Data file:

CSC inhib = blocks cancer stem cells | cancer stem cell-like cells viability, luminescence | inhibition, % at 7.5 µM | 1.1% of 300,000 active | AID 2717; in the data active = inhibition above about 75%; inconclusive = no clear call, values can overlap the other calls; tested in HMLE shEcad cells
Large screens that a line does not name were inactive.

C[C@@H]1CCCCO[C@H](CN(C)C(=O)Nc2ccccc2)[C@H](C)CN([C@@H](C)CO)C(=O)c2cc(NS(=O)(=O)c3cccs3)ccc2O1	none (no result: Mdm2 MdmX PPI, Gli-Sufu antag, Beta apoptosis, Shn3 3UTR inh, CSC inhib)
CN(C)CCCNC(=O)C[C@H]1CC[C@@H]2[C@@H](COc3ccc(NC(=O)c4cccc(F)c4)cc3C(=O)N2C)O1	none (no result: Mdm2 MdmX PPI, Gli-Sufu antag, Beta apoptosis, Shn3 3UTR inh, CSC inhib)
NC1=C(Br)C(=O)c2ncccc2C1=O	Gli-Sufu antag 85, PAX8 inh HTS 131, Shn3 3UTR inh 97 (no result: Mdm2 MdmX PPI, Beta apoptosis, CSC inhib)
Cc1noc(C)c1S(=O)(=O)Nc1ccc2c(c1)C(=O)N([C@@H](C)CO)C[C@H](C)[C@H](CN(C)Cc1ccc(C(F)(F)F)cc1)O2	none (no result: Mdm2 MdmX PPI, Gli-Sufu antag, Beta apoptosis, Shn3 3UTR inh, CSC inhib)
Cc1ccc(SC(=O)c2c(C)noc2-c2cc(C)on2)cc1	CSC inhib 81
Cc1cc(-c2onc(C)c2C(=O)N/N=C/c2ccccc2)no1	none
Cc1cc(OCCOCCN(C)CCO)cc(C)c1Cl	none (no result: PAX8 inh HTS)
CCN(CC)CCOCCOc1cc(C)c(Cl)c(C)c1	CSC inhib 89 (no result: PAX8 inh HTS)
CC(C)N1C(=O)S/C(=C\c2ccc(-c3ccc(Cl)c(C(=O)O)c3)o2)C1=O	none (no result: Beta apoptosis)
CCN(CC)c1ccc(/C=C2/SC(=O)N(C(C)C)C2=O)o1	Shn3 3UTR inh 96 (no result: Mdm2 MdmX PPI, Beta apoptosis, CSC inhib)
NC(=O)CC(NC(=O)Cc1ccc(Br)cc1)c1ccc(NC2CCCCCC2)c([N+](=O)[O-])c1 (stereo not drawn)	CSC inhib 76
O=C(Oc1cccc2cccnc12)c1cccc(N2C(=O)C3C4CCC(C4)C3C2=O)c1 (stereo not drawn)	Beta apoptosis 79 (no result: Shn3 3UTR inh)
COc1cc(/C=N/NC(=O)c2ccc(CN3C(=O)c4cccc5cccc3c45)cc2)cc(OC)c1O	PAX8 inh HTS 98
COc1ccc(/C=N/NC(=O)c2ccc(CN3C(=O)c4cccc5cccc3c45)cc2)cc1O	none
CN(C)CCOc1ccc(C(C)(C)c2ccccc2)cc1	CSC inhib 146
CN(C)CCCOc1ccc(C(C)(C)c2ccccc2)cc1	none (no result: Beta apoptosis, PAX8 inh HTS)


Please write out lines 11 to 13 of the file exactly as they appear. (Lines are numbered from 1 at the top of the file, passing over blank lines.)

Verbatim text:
CC(C)N1C(=O)S/C(=C\c2ccc(-c3ccc(Cl)c(C(=O)O)c3)o2)C1=O	none (no result: Beta apoptosis)
CCN(CC)c1ccc(/C=C2/SC(=O)N(C(C)C)C2=O)o1	Shn3 3UTR inh 96 (no result: Mdm2 MdmX PPI, Beta apoptosis, CSC inhib)
NC(=O)CC(NC(=O)Cc1ccc(Br)cc1)c1ccc(NC2CCCCCC2)c([N+](=O)[O-])c1 (stereo not drawn)	CSC inhib 76